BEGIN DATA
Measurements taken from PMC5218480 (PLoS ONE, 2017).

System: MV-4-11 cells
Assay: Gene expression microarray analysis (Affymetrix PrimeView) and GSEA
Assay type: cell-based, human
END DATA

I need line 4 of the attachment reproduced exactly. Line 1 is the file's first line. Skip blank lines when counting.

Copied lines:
Assay type: cell-based, human